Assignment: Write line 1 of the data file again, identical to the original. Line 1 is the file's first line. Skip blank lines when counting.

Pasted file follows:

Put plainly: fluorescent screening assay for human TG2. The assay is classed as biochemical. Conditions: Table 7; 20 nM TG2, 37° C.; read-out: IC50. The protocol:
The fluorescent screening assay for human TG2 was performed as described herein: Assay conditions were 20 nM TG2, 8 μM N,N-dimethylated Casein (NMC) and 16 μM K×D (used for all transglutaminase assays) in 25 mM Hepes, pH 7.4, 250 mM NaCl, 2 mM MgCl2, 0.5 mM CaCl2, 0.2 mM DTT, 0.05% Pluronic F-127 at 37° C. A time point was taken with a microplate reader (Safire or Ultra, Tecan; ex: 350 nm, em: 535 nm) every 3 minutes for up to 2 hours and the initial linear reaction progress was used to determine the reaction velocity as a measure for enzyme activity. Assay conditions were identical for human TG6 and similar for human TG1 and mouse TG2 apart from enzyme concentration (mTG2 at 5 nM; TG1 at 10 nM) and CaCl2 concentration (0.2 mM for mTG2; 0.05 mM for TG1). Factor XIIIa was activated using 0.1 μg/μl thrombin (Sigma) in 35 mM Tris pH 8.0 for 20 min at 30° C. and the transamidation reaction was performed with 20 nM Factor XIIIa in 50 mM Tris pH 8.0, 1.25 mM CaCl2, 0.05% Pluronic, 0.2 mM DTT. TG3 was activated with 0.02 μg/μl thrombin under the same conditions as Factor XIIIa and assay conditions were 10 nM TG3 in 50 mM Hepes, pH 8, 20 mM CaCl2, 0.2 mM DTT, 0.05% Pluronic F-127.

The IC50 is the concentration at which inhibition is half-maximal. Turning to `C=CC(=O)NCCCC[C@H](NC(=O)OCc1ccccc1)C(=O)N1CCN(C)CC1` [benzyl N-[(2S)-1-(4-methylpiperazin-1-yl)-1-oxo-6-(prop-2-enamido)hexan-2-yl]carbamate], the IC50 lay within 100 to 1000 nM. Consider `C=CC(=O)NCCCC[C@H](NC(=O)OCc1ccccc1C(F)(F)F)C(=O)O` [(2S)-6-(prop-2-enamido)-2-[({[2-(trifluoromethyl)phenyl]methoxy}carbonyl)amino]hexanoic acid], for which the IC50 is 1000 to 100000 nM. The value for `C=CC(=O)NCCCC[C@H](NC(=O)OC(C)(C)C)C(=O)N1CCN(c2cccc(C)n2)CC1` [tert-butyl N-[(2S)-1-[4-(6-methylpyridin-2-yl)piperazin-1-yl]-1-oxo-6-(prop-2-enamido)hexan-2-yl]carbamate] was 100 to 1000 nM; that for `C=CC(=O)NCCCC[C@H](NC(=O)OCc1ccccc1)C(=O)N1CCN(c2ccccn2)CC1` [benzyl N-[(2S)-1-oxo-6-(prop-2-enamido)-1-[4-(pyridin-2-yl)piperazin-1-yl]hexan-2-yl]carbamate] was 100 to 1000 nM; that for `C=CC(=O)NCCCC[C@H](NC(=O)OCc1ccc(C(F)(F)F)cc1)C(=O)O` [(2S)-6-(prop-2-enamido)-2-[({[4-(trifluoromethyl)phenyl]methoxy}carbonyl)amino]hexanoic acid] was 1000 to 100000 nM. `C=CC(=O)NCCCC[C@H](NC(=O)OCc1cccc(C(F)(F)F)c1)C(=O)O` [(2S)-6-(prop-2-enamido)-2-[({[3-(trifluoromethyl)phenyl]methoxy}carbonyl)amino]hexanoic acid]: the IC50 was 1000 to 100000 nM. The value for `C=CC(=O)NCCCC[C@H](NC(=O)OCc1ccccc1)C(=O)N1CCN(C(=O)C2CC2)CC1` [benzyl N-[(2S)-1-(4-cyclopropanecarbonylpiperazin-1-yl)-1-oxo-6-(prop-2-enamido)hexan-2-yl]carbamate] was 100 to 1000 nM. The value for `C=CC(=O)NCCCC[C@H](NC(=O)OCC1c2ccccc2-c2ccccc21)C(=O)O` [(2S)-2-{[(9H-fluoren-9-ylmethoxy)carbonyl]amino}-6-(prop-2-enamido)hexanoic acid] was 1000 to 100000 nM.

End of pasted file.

Put plainly: fluorescent screening assay for human TG2. The assay is classed as biochemical. Conditions: Table 7; 20 nM TG2, 37° C.; read-out: IC50. The protocol: